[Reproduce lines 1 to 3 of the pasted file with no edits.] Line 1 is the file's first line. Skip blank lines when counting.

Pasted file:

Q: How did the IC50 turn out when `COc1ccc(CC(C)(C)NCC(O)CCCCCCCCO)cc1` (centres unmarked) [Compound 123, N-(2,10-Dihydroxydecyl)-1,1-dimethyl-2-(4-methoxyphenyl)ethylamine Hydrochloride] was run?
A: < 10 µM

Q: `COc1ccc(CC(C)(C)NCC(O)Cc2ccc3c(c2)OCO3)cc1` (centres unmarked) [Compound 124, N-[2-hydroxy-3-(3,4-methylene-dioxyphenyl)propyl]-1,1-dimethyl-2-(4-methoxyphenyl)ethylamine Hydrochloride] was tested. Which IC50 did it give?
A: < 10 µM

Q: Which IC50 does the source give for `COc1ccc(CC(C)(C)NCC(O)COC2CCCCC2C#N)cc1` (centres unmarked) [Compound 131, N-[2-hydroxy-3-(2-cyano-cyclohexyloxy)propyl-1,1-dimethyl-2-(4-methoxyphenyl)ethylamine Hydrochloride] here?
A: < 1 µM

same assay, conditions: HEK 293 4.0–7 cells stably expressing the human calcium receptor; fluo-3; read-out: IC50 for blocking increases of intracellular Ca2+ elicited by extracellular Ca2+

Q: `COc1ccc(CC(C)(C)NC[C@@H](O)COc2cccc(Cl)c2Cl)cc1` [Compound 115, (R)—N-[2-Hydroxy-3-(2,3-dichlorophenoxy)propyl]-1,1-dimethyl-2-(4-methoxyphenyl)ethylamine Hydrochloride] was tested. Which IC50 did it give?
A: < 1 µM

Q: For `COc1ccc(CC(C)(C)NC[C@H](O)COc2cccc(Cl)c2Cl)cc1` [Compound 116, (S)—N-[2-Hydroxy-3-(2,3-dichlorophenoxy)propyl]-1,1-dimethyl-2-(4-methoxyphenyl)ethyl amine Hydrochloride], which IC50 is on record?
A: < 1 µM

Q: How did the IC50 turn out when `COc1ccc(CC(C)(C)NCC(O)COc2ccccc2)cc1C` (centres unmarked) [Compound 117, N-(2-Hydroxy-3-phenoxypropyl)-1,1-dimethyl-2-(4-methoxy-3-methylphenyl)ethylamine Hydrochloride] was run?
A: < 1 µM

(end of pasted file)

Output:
Q: How did the IC50 turn out when `COc1ccc(CC(C)(C)NCC(O)CCCCCCCCO)cc1` (centres unmarked) [Compound 123, N-(2,10-Dihydroxydecyl)-1,1-dimethyl-2-(4-methoxyphenyl)ethylamine Hydrochloride] was run?
A: < 10 µM

Q: `COc1ccc(CC(C)(C)NCC(O)Cc2ccc3c(c2)OCO3)cc1` (centres unmarked) [Compound 124, N-[2-hydroxy-3-(3,4-methylene-dioxyphenyl)propyl]-1,1-dimethyl-2-(4-methoxyphenyl)ethylamine Hydrochloride] was tested. Which IC50 did it give?